Lithium to Treat Bipolar - The Evidence
Here’s a monster irony for you: Lithium, by far the most-studied of the bipolar meds, is also the one that doctors manifest the most ignorance and likewise the greatest reluctance to prescribe.
An earlier piece, A Brief History of Lithium, detailed some of the reasons. Essentially, these boil down to: 1) Lithium, due to toxicity considerations, requires greater clinician oversight; 2) Lithium, because it is a natural element that lacks patent protection, is not championed by the drug companies.
A quick overview ...
The study evidence indicates that lithium has a strong anti-manic effect, both short-term and long-term, and a weaker antidepressant effect, short-term and long. This singular ability to treat all phases of bipolar gives the drug significant advantages over other meds in certain situations.
In addition, studies have linked lithium use to reduced risk of suicide.
Short-term, lithium compares favorably with other bipolar meds, but the true test of any bipolar med is how it works in the long term. In this regard, only lithium has credible evidence.
The long term evidence ...
The story is laid out in Goodwin and Jamison’s Manic-Depressive Illness (2nd Edition, 2007). In brief:
A 1967 retrospective study by Baastrup and Schou found patients were ill 13 weeks a year before taking lithium and just two weeks a year while on lithium. By 1972, more than 60 open clinical trials had been conducted, comparing before-and-after results, virtually all showing that lithium decreased the frequency, duration, and severity of episodes.
These were buttressed by placebo-controlled studies yielding similar results, but commentators from the mid-80s onward started calling these results into question, particularly with the emergence of newer studies revealing more problematic outcomes.
Goodwin and Jamison note that lithium’s bad press coincided with the arrival of new meds such as Depakote. It is worth noting that Depakote has only two short-term studies going for it, nothing long-term, with demonstrated efficacy only for mania.
The authors cite more recent studies in support of lithium’s utility over the long term. It is worth taking a closer look at one of these, from 2001 (Tondo et al):
The researchers tracked a group of 360 patients taking lithium for a period of one year. Over that time, only about a quarter of the patients achieved complete remission. Nevertheless, at least 60 percent experienced reductions in episode frequency and cut their time being ill in half. The most encouraging result - the rate of hospitalizations fell by 82 percent.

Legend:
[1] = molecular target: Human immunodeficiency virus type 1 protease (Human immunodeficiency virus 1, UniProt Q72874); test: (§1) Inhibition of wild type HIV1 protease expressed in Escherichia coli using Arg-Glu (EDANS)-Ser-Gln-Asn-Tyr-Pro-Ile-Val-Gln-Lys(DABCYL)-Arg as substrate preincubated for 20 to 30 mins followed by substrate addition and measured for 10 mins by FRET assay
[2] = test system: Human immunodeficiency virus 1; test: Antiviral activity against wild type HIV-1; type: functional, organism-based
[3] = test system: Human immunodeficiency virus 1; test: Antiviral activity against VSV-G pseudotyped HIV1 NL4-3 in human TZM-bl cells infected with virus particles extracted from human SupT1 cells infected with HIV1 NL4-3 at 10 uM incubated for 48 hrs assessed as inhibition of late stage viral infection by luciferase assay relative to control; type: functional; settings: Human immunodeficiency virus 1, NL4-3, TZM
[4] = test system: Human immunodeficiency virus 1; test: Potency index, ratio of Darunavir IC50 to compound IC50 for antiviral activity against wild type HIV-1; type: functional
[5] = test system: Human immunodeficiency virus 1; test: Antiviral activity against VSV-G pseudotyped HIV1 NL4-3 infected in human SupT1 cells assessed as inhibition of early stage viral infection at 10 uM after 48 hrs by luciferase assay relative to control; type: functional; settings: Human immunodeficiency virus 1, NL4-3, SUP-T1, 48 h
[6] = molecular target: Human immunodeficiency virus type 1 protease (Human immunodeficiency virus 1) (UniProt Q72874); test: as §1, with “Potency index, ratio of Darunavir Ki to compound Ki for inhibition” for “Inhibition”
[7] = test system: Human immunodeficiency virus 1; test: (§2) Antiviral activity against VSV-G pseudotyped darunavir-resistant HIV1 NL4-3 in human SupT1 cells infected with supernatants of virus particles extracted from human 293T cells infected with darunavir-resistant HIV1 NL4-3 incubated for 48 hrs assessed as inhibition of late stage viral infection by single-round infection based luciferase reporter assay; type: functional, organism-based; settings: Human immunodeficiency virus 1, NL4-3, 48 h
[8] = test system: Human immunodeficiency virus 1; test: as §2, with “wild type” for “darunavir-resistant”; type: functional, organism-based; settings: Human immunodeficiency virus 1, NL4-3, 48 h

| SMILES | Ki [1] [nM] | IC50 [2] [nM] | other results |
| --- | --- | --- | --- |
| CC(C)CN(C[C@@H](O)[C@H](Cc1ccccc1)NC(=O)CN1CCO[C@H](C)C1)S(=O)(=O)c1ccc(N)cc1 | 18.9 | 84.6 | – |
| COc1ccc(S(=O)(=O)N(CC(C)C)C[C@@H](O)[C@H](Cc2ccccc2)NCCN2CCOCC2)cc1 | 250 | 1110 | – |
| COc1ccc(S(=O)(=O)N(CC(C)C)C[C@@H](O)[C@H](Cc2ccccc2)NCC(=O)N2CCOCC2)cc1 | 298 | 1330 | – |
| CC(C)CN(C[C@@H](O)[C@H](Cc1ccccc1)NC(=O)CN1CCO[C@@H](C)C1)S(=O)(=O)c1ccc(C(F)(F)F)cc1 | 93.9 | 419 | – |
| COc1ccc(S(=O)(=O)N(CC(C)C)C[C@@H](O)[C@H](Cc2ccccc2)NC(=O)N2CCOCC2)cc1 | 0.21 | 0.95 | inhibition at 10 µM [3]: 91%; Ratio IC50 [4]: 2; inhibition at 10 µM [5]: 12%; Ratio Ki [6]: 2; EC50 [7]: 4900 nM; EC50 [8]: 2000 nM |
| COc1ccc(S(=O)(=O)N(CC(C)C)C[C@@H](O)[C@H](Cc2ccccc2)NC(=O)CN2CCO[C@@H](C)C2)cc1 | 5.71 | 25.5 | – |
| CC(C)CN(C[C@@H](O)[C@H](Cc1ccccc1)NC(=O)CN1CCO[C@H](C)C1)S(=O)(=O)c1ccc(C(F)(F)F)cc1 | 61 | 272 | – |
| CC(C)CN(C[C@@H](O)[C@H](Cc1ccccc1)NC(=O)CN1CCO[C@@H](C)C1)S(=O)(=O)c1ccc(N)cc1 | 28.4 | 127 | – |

Some head-to-head studies ...
After 2000, some of the drug companies sought to establish long-term efficacy for their meds. In addition to a placebo group, some of these trials also added a lithium group as a comparison drug.
The first of these involved a 12-month face-off with Depakote (Bowden et al, 2000). In its primary outcome measure - length of time to either a depressive or manic episode - neither drug succeeded in outperforming the placebo.
Drugs often fail in trials through no fault of their own. But, with regard to demonstrating long-term efficacy, Depakote never got a second chance.
A couple of years later, Bowden led a similar set of trials, this time over a period of 18 months comparing lithium to Lamictal. One result showed that the patients on Lamictal took longer than those on lithium or the placebo to relapse into depression. Lithium performed better than the placebo.
The other result showed that the patients on lithium took longer to relapse into mania. Lamictal failed to outperform the placebo.
Significantly, it was this set of trials that won Lamictal its FDA indication for treating bipolar. Several short-term trials testing Lamictal for bipolar depression had failed.
In June this year, Medscape reported on a study that compared Seroquel to lithium over a six-month period. Both drugs performed about the same on all the main outcome measures. Significantly, though, only about a quarter of the patients were truly well at the end of the study.
The introduction of mood stabilizers and atypical antipsychotics in the nineties led to the mistaken notion that newer equated to better. The reality is that lithium holds its own against the newer meds.
As a general rule, bipolar meds over the long term reduce severity of symptoms and time being ill and cut down on hospitalizations. For all these results, lithium has by far the best evidence going for it. By the same token, however, whether on lithium or another drug, for most patients complete recovery remains an elusive goal.
A good doctor will seek to match the right patient to the right med. Unfortunately, these days many psychiatrists lack experience in using lithium, so that right med for you may be the one your doctor fails to recommend.